The man in the white hat.
For 40 of his 55 years as a football official, Rich Herndon has been that guy — the referee and crew chief — working on high school gridirons all over Southern Illinois.
But following Civic Memorial’s 46-12 loss to Taylorville in a rather inconsequential game Friday night in Bethalto, Herndon pocketed his yellow flag and took off his whistle.
And the white hat was hung on the hook for good.
“It will just be another Friday night,” said the 75-year-old Herndon a few days before his final game, “except this time when I walk off the field, I won’t walk back.”
After the contest, Herndon’s concern wasn’t that it was his final game it was what had occurred on the field.
“That was no big deal,” said Herndon of having to walk 100 yards in the game’s final minutes when the Eagles scored a touchdown on a kick return. “The kids played a good game. The score got a little out of hand, but it was a good night.”
Herndon was saluted by the crowd at Civic Memorial before the opening kickoff. He also received a special of letter of recognition from IHSA assistant executive director Sam Knox along with a playoff football.
There are five officials on a high school football field, but only the referee wears a white hat.
It is probably the most difficult of the roles as in addition to keeping track of virtually everything which happens on the field — he takes his place directly behind the offense before every snap — it also entails serving as crew chief.
That means the final word on all decisions belong to him and that he gets to make the call toward the home grandstand and the pressbox.
Five years ago, Herndon said in an article in the Belleville News-Democrat that he intended to officiate for as long as he could.
I sat down with my wife and son and they said, ‘We don’t want to force you to give it up, but we don’t want to see you taken off the field in an ambulance either.’ So, I said it was time to go.
“In a way, I’d still like to do it,” said Herndon, who likes to point out John F. Kennedy was president when he began officiating. “But I want to spend time with my wife. We’re both getting old and I don’t know how much longer I have.
“I sat down with my wife and son and they said, ‘We don’t want to force you to give it up, but we don’t want to see you taken off the field in an ambulance either.’ So, I said it was time to go.”
Herndon wasn’t the only member of his officiating crew who stepped off the gridiron for the final time Friday.
His son, Richard Herndon Jr. (aka Rick) also has decided to call it an officiating career. He had spent the last 26 years as a member of his father’s crew after spending his youth watching his dad work games.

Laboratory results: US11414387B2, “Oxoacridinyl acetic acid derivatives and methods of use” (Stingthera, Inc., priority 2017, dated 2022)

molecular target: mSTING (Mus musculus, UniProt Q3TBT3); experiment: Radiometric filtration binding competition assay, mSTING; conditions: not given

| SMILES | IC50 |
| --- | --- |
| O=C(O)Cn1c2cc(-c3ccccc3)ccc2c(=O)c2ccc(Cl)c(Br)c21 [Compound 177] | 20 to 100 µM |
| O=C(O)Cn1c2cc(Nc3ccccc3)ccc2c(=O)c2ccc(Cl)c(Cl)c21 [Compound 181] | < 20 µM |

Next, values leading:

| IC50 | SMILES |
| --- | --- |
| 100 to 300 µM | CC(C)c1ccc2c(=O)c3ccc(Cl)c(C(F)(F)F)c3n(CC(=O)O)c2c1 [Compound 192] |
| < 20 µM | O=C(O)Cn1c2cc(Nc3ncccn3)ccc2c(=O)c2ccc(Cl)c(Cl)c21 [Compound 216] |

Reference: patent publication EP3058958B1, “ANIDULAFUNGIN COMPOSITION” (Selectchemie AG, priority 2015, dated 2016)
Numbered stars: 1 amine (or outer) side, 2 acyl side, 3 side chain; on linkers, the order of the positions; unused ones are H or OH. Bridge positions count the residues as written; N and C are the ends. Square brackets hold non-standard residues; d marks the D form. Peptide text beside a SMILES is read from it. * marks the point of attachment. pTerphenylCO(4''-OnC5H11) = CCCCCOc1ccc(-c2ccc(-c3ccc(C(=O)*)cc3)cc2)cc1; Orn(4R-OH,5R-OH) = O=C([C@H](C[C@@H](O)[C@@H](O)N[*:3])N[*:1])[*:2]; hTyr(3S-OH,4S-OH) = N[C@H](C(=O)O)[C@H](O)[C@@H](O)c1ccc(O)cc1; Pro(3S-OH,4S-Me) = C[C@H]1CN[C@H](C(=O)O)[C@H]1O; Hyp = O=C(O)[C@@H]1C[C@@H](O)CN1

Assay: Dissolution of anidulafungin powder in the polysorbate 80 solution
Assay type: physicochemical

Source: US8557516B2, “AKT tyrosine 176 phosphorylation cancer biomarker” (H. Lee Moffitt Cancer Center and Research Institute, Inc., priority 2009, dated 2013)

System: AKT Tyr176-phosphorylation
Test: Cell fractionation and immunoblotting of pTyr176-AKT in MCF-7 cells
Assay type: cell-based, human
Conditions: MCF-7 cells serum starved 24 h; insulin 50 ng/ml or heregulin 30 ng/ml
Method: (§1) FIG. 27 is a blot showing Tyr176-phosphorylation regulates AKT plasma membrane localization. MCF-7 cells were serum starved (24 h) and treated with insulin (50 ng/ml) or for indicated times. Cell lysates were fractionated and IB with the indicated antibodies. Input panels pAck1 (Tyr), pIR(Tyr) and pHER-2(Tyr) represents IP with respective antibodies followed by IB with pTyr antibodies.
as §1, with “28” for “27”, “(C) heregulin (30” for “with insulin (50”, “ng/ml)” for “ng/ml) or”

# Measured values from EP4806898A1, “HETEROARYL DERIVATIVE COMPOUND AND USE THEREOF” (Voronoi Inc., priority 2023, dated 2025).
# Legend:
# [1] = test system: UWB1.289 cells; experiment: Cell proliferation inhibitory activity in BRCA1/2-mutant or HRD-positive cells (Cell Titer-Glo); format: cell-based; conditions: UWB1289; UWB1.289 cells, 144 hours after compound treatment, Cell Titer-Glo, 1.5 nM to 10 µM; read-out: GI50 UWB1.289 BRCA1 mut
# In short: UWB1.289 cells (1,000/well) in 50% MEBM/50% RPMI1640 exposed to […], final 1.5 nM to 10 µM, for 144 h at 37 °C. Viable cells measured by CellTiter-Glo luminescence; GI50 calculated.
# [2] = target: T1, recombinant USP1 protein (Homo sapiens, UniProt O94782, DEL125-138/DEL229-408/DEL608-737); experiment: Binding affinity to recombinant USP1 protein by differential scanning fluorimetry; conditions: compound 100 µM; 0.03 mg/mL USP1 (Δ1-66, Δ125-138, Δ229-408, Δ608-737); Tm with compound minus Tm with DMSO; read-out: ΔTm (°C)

Some of those games were his own.
“I played Little Devils for many years and he worked a lot of those games,” an emotional Rick said before Friday’s game. “And then all those times I just got the chance to watch him. It’s not many people who get to work alongside their dad, to spend so many Friday nights with them. It’s going to be an emotional, but fun night.“
Rick also has worked Division II and III college football over the years, but that’s now all a part of his past.
“My wife (Jana), she’s likes the fall and camping and for the past 26 years, because of football I’ve taken that away from her,” said Rick. “I want to spend the next 26 years doing what she wants to do.”
He also said officiating high school games without his father would not have been the same.
“He’s been doing it for 55 years and was going to have to stop doing it some time,” Rick said. “And I really didn’t want him to stop and see me continue on, it would be tough on him, so I am going out with him.”
Their work together included junior varsity and underclass levels, and the youth league Pilgrim Bowl they officiated annually often entailed five or six games in a day.
Rick hasn’t bothered to calculate the total number of games he and his father have officiated, nor has he tallied up the laughs.
“I was always the troublemaker, the joker, on the crew, the guy who would ask Thursday night, ‘hey dad, where we at tomorrow?’” he said. “He’d say ‘dang it, Rick, we’re in Bethalto.’ I usually did that just to get a rise out of him.”
The senior Herndon said it was special to have his son on the field with him.
“I enjoyed it,” said Herndon. “I got to see him come up through the ranks and how he was always hustling, knew all the rules. He was proud of himself and I was proud of him.”
‘That’s my husband out there”
Usually sitting up in the corner of the opposing team’s grandstands for almost every one of Herndon’s game has been his wife, Judy.